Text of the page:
July 7 Schoolie Palooza!

July 7 Schoolie Palooza!

sorry about the time between reports. There was just too much going on during the weekend, and yesterday we just got caught up.

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Schoolies have returned to the river in great numbers. It’s been great fun catching them, and nice to see the small fish that will come back a few years from now as big fish. The action has been wonderful early in the morning. You’d be better off in a boat, as the schools are moving pretty fast here and there. You can find them by looking for diving birds, and then pay attention for the fish popping up underneath.

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The hot spots for this action has been right beside the Captains Ladies at the Northern end of Plum Island. The schools a busting the surface chasing small sand eels, maybe 2-3 inches long. The Stripers get into a frenzy and are ready to eat most anything thrown in the mix. We’ve had very good luck with Super Spooks that are worked on the surface. Also the stand bearer Sluggo, this time the smaller 6 inch ones.

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Across the river, above Badger Rocks, a few of the regular guys have been drifting the incoming tide and tossing weighted sluggos for larger schoolies and the occasional keeper.

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Over the weekend the schoolie stripers were there too, but the reported size of the schoolies was 28-30 inches, but in the same places between Plum Island point and Woodbridge island.

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On sunday morning, right at daybreak through about 5:30 am, your author landed 4 fish in 90 minutes. Three 42″, 25 pounders and one 36″. The smaller one came home with me for dinner, but the bigger girls went right back in the river. They were caught using live eels, but it was daylight where usually the eels are less productive. It was a great couple of hours.

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In the flats, tube and worm fishermen were cleaning up, with a number of fellows reporting keepers with regularity. Some basin-based and Rings Island Marina guys got fish up to 42″ in broad daylight.

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Off the beachfront, Parking Lot 1 on the reserve, the casters were having good luck with the flounder all weekend. It’s slowed down since then, but they’re still picking up a few.

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Now for the confusing information from the weekend. Two guys came in a weighed a couple of small stripers. When they too them home and cleaned them they swear they were full of eggs. And when they were fishing a few of the fish started squirting out milk. Kay says that in her 50 years on the island she’s never heard of stripers mating in the river, What do you think? Most of the mating is done in the Hudson and Chesapeake rivers before the stripers migrate, so this report, if true, is very interesting.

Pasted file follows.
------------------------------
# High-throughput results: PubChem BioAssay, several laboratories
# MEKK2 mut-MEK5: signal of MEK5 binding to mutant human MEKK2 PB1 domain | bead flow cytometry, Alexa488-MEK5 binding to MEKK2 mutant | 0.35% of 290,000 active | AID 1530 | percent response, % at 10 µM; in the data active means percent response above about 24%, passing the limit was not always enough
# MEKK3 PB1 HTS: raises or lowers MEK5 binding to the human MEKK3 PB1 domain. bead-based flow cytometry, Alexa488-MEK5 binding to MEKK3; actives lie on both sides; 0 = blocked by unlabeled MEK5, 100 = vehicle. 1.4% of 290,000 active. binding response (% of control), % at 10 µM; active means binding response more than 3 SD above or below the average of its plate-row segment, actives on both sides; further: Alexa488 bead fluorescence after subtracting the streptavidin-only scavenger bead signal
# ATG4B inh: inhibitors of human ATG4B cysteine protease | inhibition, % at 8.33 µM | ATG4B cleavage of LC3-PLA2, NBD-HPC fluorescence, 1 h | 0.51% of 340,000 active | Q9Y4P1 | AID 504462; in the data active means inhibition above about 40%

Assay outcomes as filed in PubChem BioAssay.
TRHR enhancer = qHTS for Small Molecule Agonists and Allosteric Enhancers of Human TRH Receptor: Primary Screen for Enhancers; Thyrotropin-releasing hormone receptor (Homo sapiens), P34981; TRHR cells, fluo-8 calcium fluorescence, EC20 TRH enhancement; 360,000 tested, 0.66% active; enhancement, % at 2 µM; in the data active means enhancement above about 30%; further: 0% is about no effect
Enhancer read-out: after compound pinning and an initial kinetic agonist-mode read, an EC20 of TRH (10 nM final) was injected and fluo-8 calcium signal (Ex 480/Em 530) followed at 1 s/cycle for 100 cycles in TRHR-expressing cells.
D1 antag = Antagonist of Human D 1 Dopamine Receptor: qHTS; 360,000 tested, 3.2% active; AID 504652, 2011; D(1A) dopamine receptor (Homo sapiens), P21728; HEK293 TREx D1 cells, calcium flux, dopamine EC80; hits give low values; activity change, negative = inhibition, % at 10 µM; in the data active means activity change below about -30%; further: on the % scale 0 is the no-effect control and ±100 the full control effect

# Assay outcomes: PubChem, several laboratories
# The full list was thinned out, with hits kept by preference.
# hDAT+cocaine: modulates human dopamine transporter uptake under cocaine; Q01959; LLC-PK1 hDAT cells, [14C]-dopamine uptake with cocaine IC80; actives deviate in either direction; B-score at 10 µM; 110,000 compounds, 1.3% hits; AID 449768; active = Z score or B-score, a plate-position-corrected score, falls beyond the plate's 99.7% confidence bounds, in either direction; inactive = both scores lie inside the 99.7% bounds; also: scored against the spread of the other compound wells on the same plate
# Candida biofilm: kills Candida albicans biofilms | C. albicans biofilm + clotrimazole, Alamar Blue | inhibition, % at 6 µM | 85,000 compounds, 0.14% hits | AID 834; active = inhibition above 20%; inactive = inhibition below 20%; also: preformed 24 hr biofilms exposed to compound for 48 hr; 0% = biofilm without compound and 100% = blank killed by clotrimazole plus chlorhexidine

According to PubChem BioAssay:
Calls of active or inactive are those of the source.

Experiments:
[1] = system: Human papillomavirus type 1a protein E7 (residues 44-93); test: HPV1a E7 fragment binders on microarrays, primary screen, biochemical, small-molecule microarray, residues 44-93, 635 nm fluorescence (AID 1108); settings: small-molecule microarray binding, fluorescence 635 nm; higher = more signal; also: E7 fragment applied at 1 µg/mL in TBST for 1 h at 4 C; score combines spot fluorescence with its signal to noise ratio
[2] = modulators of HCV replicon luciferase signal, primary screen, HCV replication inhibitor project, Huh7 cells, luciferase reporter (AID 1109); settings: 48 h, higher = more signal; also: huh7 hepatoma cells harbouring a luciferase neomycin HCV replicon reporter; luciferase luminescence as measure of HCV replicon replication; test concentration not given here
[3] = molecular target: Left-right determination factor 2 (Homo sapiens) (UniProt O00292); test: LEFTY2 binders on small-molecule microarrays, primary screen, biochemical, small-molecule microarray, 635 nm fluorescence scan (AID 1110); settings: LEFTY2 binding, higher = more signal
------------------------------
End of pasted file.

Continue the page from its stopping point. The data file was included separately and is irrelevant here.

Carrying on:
James Waldron
james@simplemics.com

Stickman is the resident web design guy at Surfland. We pay him in eels.

7 Comments
  • Aubrey
    Posted at 08:24h, 07 July

    We have caught stripers in the Merrimack that, by all accounts I’ve read, are too small to have migrated (ie. 8 inches).

    I always figured that they must have been the oddball fish that didn’t read many books but the thought had crossed my mind that the fish were spawned there.

    The challenge, I think, is that they can only get up the river to Lawrence which I think creates less than ideal spawning conditions.

  • Anguillaman
    Posted at 09:01h, 07 July

    The GREENHEADS are absolutely unbearable in the REGUGE…too bad! I’ve always been of the opinion that there are fish that are “local” fish here that mate and spawn in the area, no way to prove it, but now it seems as if it is proven by this event.

  • TedP
    Posted at 09:26h, 07 July

    I too have caught 8 and even 6 inch stripers and have been told they must be river breeders. We caught a large fish last week and my son said “it looks like it has eggs”. Fish went back into the water, but he’s 13 and a genius.

  • jay
    Posted at 10:06h, 07 July

    I dont know if its out of the ordinary, but what appeared to be menhaden 12″+ were washing up on the reservation on the outgoing sunday night. Didnt appear to be bait, blood was still bright red , tails were half chopped or nipped off?

  • hook 'em
    Posted at 11:20h, 07 July

    I haven’t gotten into any blues but beat up menhaden washing in might mean they are here too.

  • klaney
    Posted at 21:09h, 07 July

    I brought home a 36″ caught on Joppa in June of 06 that was full of eggs when we cleaned her. I wouldn’t be surprised if they spawn in the Mac, Piscataqua, CT River and many others in addition to the Chesapeake and Hudson.

  • Bob
    Posted at 00:32h, 08 July

    3 years ago, we took a keeper home from around deer island that was full of eggs, I wondered if they weren’t mating but in a pre-spawn mode due to the water temp, and amount of bait around. On another note, I saw a striper about 4 inches long caught on a worm on the cape last year, after this post, I ‘m looking for a picture that was taken, but haven’t found it yet.

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